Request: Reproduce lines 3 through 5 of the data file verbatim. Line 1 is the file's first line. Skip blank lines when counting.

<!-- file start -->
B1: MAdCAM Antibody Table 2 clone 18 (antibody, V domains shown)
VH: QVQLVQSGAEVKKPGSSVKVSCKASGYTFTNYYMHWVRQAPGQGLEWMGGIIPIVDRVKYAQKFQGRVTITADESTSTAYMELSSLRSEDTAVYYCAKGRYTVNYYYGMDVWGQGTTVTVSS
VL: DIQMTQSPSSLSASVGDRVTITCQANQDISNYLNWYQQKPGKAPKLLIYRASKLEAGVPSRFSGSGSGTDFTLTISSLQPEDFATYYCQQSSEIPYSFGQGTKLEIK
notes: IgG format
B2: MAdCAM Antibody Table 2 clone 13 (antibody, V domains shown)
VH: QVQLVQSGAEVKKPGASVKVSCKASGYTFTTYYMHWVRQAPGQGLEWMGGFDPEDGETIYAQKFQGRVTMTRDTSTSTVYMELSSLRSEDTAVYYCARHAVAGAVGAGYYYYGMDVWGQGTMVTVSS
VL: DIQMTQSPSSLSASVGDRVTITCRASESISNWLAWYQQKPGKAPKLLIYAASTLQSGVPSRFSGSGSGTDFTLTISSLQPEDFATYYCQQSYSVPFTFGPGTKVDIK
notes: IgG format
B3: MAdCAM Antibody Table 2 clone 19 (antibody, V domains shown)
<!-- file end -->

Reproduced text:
VL: DIQMTQSPSSLSASVGDRVTITCQANQDISNYLNWYQQKPGKAPKLLIYRASKLEAGVPSRFSGSGSGTDFTLTISSLQPEDFATYYCQQSSEIPYSFGQGTKLEIK
notes: IgG format
B2: MAdCAM Antibody Table 2 clone 13 (antibody, V domains shown)